As you have probably noticed, most of the cold-hardy nut trees listed above are less familiar — or less popular – than some of their warm-climate cousins. It’s hard to imagine Thanksgiving without a pecan pie, for instance, or a Christmas cookie platter without some almond sugar cookies in the mix. However, despite enjoying less of an audience than these southern-state nuts, these winter-hardy nuts are easy to grow, incredibly versatile, and can weather a blizzard without a qualm.

Yes, cold-hardy nut trees have some drawbacks. The shells tend to be much tougher than the southern nuts (with the noticeable exception of the hazelnut). The taste may not be as mellow as you are looking for, either; the black walnut, in particular, I find hard to get used to. However, their hardiness is absolutely unparalleled, and for the northern gardener looking to develop a permaculture system or a sustainable food forest, these trees are the best place to start.

Nut Trees Difficult to Grow in Northern Zones

There are other popular nut trees that unfortunately are not easy to grow in cold-climate gardening zones… but don’t rule them out as contenders. A few of these can be coaxed along through a bit of babying, or planted in pots if you can get your hands on a dwarf variety,

  • English Walnut Trees: It IS possible to find an English Walnut rated to zone 4, but it isn’t easy (and they are out of stock most of the time). Not all nurseries will guarantee the tree, even if it says it’s the same cultivar that another nursery rates to zone 4, so make sure you order from a company that is willing to make promises about the tree’s cold-hardiness.
  • Almond Trees: Typically not suited for zone 4, although I’m always hoping for a university’s breeding breakthrough to hit the news. In the meantime, I grow a dwarf(ish) variety in a pot… Garden Prince, in case you were wondering. You may be able to create a microclimate even in zone 4 that would enable a zone-5 almond tree to survive, but it would take some work and careful maintenance.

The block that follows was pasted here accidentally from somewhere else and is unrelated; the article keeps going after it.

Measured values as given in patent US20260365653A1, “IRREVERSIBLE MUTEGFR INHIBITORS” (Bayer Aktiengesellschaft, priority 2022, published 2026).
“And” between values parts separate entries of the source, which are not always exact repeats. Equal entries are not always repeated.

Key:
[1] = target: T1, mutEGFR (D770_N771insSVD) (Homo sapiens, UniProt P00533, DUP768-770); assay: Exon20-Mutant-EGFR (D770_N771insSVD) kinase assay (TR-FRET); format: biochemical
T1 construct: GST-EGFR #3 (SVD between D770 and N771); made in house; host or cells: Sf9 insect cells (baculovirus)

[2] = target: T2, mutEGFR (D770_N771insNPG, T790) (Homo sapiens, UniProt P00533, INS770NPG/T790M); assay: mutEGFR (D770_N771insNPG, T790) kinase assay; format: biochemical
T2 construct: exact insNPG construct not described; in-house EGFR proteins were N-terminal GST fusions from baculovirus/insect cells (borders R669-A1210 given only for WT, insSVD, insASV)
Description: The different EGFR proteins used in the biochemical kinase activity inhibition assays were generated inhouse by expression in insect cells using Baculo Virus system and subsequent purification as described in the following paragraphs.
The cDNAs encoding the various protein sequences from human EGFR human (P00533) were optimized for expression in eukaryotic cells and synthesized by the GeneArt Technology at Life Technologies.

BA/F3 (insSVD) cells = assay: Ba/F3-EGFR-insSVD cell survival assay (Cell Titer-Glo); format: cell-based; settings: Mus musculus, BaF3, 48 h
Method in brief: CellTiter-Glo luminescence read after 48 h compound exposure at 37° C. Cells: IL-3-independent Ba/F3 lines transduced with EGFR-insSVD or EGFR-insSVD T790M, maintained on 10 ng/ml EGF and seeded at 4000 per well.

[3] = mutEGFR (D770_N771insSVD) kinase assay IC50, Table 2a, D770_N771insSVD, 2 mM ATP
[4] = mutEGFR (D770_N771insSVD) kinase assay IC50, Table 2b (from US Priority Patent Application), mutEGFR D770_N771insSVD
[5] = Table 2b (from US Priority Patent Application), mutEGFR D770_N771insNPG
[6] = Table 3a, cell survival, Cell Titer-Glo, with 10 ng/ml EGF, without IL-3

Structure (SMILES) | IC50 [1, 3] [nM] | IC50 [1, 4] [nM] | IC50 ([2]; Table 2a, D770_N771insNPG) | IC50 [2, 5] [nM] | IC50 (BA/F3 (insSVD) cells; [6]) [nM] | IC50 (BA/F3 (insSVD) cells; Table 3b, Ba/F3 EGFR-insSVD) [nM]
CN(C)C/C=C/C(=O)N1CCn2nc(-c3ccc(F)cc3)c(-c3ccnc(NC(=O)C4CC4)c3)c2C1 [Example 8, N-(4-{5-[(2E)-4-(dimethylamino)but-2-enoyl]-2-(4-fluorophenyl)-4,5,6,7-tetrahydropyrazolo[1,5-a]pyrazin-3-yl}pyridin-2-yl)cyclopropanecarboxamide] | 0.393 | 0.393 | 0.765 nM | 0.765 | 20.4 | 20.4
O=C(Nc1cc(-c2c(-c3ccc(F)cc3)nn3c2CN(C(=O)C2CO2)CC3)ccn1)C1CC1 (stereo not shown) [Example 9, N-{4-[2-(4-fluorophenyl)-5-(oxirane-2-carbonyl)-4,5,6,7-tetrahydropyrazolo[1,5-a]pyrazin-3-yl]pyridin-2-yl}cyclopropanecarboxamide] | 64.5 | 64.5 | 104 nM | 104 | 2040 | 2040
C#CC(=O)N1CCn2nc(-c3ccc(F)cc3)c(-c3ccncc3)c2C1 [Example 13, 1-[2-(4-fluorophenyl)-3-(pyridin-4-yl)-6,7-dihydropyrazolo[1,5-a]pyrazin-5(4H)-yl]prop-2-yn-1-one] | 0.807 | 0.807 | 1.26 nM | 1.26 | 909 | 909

• Pecan Trees: I’ve never seen any pecan tree rated for any further north than zone 5 (and even the zone 5 trees are considered wildly hardy for a pecan). I’ve not given up hope that one of those zone 5 “hardy” pecans will survive in my zone 4 winter, if I give it a little extra attention; so far though, we haven’t gotten very far, so no promises.
  • Macadamia Nut Trees: Not even remotely suited to a zone 4 winter. The Macadamia is possible to grow as a potted tree on your windowsill if you live in cold climates, but unless you are in zone 9(ish), you can forget any possibility of planting it in the ground for outdoor growing.

Please note that this list is not conclusive, and only lists the varieties I have planted myself or intend to plant within the next year or two. Beyond these varieties, there are other nut trees that can be explored… but just be aware that some are simply not suited to the zone and won’t make it, no matter how hard you try. (Brazil nuts, anyone?) However, the long list of cold-hardy trees should be enough to give variety in your orchard – windowsill or otherwise – for almost any home gardener.